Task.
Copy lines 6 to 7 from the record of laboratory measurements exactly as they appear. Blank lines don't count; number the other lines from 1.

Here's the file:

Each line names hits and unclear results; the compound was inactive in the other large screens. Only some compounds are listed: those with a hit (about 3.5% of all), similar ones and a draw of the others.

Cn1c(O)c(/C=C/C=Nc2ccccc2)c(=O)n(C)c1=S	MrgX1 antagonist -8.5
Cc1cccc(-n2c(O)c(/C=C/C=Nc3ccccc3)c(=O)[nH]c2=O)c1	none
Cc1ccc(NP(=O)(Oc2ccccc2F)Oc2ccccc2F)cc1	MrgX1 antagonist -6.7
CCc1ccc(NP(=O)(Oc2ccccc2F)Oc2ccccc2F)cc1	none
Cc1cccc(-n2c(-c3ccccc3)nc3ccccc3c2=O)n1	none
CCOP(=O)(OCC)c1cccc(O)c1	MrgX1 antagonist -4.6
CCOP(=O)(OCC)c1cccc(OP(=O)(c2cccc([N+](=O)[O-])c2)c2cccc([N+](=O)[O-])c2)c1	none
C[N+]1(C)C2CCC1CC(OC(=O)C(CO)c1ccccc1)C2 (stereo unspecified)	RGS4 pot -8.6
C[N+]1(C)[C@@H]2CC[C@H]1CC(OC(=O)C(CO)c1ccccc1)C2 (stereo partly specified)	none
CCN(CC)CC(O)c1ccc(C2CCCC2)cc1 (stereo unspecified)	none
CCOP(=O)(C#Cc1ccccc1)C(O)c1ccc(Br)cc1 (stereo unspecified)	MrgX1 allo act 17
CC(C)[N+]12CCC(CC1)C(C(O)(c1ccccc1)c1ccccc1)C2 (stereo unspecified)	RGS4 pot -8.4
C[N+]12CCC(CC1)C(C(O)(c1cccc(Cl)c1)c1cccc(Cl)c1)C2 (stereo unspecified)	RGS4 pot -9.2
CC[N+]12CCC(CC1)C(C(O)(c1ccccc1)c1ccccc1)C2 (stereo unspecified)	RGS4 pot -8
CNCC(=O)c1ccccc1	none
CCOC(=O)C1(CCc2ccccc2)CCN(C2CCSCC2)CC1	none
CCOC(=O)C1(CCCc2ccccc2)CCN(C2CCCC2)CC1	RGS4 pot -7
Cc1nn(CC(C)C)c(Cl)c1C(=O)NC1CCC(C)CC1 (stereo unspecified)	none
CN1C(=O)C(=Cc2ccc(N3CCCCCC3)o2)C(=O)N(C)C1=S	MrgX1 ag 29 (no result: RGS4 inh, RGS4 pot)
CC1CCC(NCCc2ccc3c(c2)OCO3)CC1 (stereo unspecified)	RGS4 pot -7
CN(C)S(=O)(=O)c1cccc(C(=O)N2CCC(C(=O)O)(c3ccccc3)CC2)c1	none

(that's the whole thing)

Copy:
Cc1cccc(-n2c(-c3ccccc3)nc3ccccc3c2=O)n1	none
CCOP(=O)(OCC)c1cccc(O)c1	MrgX1 antagonist -4.6